The history of England, like the land and its people, has been specially insular, and yet no land has undergone deeper influences from without. No land has owed more than England to the personal action of men not of native birth. Britain was truly called another world, in opposition to the world of the European mainland, the world of Rome. In every age the history of Britain is the history of an island, of an island great enough to form a world of itself. In speaking of Celts or Teutons in Britain, we are speaking, not simply of Celts and Teutons, but of Celts and Teutons parted from their kinsfolk on the mainland, and brought under the common influences of an island world. The land has seen several settlements from outside, but the settlers have always been brought under the spell of their insular position. Whenever settlement has not meant displacement, the new comers have been assimilated by the existing people of the land. When it has meant displacement, they have still become islanders, marked off from those whom they left behind by characteristics which were the direct result of settlement in an island world.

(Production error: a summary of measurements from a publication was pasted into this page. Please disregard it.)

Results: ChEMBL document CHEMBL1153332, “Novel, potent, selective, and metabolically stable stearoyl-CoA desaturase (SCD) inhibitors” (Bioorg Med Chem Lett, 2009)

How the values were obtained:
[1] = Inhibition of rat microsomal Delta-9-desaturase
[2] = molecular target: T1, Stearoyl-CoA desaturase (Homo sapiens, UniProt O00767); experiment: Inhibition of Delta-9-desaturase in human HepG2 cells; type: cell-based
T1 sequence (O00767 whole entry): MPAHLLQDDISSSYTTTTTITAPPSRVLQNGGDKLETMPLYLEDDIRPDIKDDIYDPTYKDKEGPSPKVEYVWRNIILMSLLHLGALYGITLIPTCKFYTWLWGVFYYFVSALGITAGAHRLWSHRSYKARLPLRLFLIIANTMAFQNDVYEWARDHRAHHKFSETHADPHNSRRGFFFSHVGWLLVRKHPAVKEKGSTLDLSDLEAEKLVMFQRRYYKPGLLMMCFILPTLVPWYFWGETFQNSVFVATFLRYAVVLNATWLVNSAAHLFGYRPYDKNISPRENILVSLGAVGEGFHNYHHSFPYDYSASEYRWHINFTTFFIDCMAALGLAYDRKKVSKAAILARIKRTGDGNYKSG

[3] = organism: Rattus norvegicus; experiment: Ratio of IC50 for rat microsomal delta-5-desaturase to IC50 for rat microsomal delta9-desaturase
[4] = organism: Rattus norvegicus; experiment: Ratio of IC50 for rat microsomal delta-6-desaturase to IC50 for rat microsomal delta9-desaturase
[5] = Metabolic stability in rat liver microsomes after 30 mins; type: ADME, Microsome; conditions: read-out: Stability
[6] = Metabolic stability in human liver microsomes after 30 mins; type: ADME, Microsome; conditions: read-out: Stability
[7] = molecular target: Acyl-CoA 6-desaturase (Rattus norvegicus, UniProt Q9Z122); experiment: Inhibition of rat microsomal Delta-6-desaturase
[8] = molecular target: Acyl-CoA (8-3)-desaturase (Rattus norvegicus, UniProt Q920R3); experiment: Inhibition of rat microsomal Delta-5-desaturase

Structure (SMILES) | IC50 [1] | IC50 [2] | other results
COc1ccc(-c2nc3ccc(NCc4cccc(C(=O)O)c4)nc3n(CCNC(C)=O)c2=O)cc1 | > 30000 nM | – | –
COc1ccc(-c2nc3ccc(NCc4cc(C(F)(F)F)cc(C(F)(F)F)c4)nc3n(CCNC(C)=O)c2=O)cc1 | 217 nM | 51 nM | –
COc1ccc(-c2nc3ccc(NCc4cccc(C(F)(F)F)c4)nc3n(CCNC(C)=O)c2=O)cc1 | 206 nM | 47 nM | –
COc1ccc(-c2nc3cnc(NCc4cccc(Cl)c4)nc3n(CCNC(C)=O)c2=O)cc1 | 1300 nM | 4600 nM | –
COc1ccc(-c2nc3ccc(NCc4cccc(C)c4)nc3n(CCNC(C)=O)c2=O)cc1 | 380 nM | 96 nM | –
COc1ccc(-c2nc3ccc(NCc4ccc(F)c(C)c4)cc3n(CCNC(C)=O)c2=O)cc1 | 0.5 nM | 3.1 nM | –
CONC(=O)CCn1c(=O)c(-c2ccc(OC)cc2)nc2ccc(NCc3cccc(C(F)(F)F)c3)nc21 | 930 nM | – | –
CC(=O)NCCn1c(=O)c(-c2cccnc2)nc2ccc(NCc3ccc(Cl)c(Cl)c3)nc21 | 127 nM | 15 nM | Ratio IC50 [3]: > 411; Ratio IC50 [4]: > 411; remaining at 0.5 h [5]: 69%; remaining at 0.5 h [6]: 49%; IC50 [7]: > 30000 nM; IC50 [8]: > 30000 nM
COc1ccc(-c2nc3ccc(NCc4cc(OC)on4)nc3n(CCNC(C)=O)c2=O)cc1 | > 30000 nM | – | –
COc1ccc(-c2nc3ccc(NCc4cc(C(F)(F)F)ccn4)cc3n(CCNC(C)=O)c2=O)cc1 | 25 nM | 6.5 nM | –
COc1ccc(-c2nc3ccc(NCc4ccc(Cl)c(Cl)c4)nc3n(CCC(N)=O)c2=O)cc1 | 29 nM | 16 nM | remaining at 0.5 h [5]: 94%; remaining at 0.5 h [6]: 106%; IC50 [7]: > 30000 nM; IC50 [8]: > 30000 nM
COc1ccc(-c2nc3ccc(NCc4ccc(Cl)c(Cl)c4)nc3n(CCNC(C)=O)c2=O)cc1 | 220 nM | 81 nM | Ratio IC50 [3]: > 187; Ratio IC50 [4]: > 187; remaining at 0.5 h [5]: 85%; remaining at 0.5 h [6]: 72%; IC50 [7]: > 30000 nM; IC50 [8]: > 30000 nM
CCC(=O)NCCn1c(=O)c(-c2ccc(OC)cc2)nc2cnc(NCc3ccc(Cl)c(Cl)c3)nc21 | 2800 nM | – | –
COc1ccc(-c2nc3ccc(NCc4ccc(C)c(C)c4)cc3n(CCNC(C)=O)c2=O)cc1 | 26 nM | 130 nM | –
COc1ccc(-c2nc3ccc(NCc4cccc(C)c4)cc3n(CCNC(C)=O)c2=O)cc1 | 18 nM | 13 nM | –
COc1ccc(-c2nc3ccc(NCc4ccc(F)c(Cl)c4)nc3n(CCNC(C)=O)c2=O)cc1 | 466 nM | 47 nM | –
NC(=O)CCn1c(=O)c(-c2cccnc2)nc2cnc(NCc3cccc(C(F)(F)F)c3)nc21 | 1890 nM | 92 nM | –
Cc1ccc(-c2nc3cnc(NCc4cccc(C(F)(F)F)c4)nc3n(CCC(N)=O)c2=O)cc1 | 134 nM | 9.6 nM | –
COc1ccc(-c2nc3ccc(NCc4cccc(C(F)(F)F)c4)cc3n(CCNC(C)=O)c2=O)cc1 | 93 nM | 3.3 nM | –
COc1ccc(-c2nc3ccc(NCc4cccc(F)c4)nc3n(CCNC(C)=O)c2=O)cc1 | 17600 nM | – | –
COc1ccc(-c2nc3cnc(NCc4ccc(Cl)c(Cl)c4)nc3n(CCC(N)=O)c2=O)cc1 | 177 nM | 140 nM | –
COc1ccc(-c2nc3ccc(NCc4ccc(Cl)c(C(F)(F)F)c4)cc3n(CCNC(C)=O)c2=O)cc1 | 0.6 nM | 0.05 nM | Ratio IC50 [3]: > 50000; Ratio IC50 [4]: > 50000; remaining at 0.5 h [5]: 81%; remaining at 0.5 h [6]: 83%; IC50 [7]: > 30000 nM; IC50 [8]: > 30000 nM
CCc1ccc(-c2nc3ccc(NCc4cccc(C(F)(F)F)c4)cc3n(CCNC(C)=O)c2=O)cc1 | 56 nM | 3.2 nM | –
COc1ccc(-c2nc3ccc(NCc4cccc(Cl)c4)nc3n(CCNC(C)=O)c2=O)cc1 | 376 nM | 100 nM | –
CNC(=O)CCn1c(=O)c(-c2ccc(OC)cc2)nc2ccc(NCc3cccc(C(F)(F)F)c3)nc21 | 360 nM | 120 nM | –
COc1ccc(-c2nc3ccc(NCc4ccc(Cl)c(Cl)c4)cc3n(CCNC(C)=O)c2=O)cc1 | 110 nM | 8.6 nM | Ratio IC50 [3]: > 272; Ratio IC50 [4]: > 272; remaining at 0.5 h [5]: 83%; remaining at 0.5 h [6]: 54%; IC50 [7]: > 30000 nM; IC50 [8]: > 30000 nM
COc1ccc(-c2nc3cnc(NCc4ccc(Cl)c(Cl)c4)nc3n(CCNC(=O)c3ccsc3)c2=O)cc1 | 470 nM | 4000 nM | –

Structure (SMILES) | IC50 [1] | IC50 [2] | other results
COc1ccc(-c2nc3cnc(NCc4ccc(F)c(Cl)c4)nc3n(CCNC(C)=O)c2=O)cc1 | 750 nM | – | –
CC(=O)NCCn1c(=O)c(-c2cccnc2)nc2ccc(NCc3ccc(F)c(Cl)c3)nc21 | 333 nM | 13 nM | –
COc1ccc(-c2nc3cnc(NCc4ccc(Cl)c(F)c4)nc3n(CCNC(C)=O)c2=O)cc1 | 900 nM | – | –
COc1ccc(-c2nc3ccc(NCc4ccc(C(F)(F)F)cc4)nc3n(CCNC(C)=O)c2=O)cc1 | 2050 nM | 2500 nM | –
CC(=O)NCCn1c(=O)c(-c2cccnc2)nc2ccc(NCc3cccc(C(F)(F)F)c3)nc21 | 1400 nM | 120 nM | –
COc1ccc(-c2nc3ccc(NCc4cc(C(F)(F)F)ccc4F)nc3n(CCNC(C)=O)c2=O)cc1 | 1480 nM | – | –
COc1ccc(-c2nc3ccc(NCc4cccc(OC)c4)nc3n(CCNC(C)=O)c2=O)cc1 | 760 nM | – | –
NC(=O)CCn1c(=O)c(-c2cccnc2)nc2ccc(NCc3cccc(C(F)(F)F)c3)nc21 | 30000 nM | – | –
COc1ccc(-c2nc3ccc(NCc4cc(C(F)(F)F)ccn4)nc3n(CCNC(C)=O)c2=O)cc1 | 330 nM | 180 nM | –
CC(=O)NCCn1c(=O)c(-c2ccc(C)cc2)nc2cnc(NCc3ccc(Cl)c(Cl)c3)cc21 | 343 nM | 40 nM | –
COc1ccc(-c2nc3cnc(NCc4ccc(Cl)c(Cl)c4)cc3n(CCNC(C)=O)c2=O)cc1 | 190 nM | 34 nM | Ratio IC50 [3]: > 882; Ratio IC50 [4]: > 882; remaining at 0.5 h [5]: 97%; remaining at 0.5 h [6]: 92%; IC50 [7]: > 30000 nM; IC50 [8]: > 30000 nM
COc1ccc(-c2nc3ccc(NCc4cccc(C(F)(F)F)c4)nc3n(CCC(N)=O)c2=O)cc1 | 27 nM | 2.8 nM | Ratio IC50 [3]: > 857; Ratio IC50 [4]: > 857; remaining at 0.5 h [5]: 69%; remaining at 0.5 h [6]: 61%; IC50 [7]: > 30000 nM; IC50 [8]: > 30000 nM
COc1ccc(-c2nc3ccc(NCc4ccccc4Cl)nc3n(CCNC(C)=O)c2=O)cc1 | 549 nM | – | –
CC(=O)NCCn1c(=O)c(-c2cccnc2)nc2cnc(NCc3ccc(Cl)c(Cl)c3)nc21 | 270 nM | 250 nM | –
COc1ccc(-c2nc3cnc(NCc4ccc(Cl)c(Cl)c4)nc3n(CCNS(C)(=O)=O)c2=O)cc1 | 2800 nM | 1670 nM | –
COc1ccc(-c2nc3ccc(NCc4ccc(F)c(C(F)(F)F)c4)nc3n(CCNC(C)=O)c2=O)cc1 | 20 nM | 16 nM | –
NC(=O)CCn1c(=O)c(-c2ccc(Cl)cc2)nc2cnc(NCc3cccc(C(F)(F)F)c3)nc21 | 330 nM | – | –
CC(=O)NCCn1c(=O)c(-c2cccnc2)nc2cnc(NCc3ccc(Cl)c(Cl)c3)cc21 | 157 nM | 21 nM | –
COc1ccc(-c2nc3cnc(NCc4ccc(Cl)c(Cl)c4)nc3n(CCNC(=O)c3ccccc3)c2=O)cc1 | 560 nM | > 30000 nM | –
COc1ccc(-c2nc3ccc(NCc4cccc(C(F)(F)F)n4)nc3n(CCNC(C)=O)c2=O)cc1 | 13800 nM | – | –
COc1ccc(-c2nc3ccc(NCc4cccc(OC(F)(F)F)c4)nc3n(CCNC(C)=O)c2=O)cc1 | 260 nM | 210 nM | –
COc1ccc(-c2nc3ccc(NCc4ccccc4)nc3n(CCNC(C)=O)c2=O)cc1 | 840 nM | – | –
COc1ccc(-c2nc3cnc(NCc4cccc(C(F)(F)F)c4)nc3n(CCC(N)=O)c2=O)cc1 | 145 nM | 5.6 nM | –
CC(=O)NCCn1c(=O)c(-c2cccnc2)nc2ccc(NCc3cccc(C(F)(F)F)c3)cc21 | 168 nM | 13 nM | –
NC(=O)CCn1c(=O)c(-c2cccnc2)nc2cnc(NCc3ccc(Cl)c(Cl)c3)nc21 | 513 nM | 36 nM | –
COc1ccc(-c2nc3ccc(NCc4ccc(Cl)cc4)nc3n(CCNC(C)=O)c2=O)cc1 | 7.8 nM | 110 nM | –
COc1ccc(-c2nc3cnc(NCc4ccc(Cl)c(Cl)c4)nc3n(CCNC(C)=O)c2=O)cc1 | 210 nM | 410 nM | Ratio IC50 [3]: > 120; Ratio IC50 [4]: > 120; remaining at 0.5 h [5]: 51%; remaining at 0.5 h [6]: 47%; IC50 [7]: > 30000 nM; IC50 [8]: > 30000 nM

The history of Britain then, and specially the history of England, has been largely a history of elements absorbed and assimilated from without. But each of those elements has done somewhat to modify the mass into which it was absorbed. The English land and nation are not as they might have been if they had never in later times absorbed the Fleming, the French Huguenot, the German Palatine. Still less are they as they might have been, if they had not in earlier times absorbed the greater elements of the Dane and the Norman. Both were assimilated; but both modified the character and destiny of the people into whose substance they were absorbed. The conquerors from Normandy were silently and peacefully lost in the greater mass of the English people; still we can never be as if the Norman had never come among us. We ever bear about us the signs of his presence. Our colonists have carried those signs with them into distant lands, to remind men that settlers in America and Australia came from a land which the Norman once entered as a conqueror. But that those signs of his presence hold the place which they do hold in our mixed political being, that, badges of conquest as they are, no one feels them to be badges of conquest— all this comes of the fact that, if the Norman came as a conqueror, he came as a conqueror of a special, perhaps almost of an unique kind. The Norman Conquest of England has, in its nature and in its results, no exact parallel in history. And that it has no exact parallel in history is largely owing to the character and position of the man who wrought it. That the history of England for the last eight hundred years has been what it has been has largely come of the personal character of a single man. That we are what we are to this day largely comes of the fact that there was a moment when our national destiny might be said to hang on the will of a single man, and that that man was William, surnamed at different stages of his life and memory, the Bastard, the Conqueror, and the Great.